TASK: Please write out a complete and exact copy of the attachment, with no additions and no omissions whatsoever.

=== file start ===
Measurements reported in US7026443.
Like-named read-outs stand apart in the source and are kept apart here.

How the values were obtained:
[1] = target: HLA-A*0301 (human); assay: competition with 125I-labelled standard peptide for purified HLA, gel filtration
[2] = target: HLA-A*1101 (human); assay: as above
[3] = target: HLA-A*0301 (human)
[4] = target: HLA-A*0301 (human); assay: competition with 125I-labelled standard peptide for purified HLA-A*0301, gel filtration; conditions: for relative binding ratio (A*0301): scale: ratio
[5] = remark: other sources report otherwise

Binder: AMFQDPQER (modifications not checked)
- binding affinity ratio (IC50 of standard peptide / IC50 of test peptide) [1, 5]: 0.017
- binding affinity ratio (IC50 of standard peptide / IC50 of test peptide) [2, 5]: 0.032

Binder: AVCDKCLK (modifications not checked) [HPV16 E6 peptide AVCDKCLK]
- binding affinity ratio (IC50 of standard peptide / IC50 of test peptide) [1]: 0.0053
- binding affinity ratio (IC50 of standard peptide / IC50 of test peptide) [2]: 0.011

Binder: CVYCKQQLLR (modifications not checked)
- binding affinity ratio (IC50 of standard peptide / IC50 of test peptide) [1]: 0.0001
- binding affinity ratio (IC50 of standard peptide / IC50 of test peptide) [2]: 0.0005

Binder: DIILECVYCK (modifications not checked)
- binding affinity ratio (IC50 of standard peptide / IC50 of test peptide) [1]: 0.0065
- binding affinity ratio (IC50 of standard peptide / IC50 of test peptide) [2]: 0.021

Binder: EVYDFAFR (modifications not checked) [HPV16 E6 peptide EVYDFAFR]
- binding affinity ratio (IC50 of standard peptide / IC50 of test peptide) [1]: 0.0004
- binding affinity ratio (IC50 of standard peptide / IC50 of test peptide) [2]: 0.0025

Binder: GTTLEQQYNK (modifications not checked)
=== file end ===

Measurements reported in US7026443.
Like-named read-outs stand apart in the source and are kept apart here.

How the values were obtained:
[1] = target: HLA-A*0301 (human); assay: competition with 125I-labelled standard peptide for purified HLA, gel filtration
[2] = target: HLA-A*1101 (human); assay: as above
[3] = target: HLA-A*0301 (human)
[4] = target: HLA-A*0301 (human); assay: competition with 125I-labelled standard peptide for purified HLA-A*0301, gel filtration; conditions: for relative binding ratio (A*0301): scale: ratio
[5] = remark: other sources report otherwise

Binder: AMFQDPQER (modifications not checked)
- binding affinity ratio (IC50 of standard peptide / IC50 of test peptide) [1, 5]: 0.017
- binding affinity ratio (IC50 of standard peptide / IC50 of test peptide) [2, 5]: 0.032

Binder: AVCDKCLK (modifications not checked) [HPV16 E6 peptide AVCDKCLK]
- binding affinity ratio (IC50 of standard peptide / IC50 of test peptide) [1]: 0.0053
- binding affinity ratio (IC50 of standard peptide / IC50 of test peptide) [2]: 0.011

Binder: CVYCKQQLLR (modifications not checked)
- binding affinity ratio (IC50 of standard peptide / IC50 of test peptide) [1]: 0.0001
- binding affinity ratio (IC50 of standard peptide / IC50 of test peptide) [2]: 0.0005

Binder: DIILECVYCK (modifications not checked)
- binding affinity ratio (IC50 of standard peptide / IC50 of test peptide) [1]: 0.0065
- binding affinity ratio (IC50 of standard peptide / IC50 of test peptide) [2]: 0.021

Binder: EVYDFAFR (modifications not checked) [HPV16 E6 peptide EVYDFAFR]
- binding affinity ratio (IC50 of standard peptide / IC50 of test peptide) [1]: 0.0004
- binding affinity ratio (IC50 of standard peptide / IC50 of test peptide) [2]: 0.0025

Binder: GTTLEQQYNK (modifications not checked)